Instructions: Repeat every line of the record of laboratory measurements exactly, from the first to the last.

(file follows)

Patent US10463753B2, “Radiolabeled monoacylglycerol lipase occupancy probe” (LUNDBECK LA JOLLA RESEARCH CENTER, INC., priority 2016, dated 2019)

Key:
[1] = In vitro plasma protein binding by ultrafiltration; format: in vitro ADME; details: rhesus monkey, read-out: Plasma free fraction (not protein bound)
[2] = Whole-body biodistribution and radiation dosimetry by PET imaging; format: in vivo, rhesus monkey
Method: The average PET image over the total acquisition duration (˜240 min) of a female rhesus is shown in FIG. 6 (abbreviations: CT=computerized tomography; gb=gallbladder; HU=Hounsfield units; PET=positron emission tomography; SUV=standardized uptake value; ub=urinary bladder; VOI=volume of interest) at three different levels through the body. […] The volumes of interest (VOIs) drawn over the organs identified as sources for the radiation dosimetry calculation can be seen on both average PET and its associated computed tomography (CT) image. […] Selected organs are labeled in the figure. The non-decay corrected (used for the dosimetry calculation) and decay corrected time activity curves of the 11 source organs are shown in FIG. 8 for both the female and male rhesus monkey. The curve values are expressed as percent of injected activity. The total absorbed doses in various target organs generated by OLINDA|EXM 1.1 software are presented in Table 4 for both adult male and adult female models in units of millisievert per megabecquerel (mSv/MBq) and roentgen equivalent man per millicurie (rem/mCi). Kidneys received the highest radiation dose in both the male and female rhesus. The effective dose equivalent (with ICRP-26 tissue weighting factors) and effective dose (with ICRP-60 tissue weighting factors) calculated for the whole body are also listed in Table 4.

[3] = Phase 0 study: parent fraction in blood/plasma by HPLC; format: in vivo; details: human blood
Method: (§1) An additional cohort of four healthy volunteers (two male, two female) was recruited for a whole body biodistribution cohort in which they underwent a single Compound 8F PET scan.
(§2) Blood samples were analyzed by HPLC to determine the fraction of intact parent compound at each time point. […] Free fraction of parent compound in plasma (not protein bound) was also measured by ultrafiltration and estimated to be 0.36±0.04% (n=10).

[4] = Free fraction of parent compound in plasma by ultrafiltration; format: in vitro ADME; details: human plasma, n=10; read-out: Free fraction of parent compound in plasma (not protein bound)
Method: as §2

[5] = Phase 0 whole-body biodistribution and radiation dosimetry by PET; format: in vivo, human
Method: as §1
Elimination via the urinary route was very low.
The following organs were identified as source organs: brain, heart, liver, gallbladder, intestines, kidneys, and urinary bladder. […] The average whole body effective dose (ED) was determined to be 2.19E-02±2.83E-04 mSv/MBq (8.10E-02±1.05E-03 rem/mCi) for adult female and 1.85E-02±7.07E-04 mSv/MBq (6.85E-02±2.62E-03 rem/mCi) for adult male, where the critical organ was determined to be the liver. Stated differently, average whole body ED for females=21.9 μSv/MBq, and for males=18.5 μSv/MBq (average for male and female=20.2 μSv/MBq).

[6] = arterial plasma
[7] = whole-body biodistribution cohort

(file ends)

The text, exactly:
Patent US10463753B2, “Radiolabeled monoacylglycerol lipase occupancy probe” (LUNDBECK LA JOLLA RESEARCH CENTER, INC., priority 2016, dated 2019)

Key:
[1] = In vitro plasma protein binding by ultrafiltration; format: in vitro ADME; details: rhesus monkey, read-out: Plasma free fraction (not protein bound)
[2] = Whole-body biodistribution and radiation dosimetry by PET imaging; format: in vivo, rhesus monkey
Method: The average PET image over the total acquisition duration (˜240 min) of a female rhesus is shown in FIG. 6 (abbreviations: CT=computerized tomography; gb=gallbladder; HU=Hounsfield units; PET=positron emission tomography; SUV=standardized uptake value; ub=urinary bladder; VOI=volume of interest) at three different levels through the body. […] The volumes of interest (VOIs) drawn over the organs identified as sources for the radiation dosimetry calculation can be seen on both average PET and its associated computed tomography (CT) image. […] Selected organs are labeled in the figure. The non-decay corrected (used for the dosimetry calculation) and decay corrected time activity curves of the 11 source organs are shown in FIG. 8 for both the female and male rhesus monkey. The curve values are expressed as percent of injected activity. The total absorbed doses in various target organs generated by OLINDA|EXM 1.1 software are presented in Table 4 for both adult male and adult female models in units of millisievert per megabecquerel (mSv/MBq) and roentgen equivalent man per millicurie (rem/mCi). Kidneys received the highest radiation dose in both the male and female rhesus. The effective dose equivalent (with ICRP-26 tissue weighting factors) and effective dose (with ICRP-60 tissue weighting factors) calculated for the whole body are also listed in Table 4.

[3] = Phase 0 study: parent fraction in blood/plasma by HPLC; format: in vivo; details: human blood
Method: (§1) An additional cohort of four healthy volunteers (two male, two female) was recruited for a whole body biodistribution cohort in which they underwent a single Compound 8F PET scan.
(§2) Blood samples were analyzed by HPLC to determine the fraction of intact parent compound at each time point. […] Free fraction of parent compound in plasma (not protein bound) was also measured by ultrafiltration and estimated to be 0.36±0.04% (n=10).

[4] = Free fraction of parent compound in plasma by ultrafiltration; format: in vitro ADME; details: human plasma, n=10; read-out: Free fraction of parent compound in plasma (not protein bound)
Method: as §2

[5] = Phase 0 whole-body biodistribution and radiation dosimetry by PET; format: in vivo, human
Method: as §1
Elimination via the urinary route was very low.
The following organs were identified as source organs: brain, heart, liver, gallbladder, intestines, kidneys, and urinary bladder. […] The average whole body effective dose (ED) was determined to be 2.19E-02±2.83E-04 mSv/MBq (8.10E-02±1.05E-03 rem/mCi) for adult female and 1.85E-02±7.07E-04 mSv/MBq (6.85E-02±2.62E-03 rem/mCi) for adult male, where the critical organ was determined to be the liver. Stated differently, average whole body ED for females=21.9 μSv/MBq, and for males=18.5 μSv/MBq (average for male and female=20.2 μSv/MBq).

[6] = arterial plasma
[7] = whole-body biodistribution cohort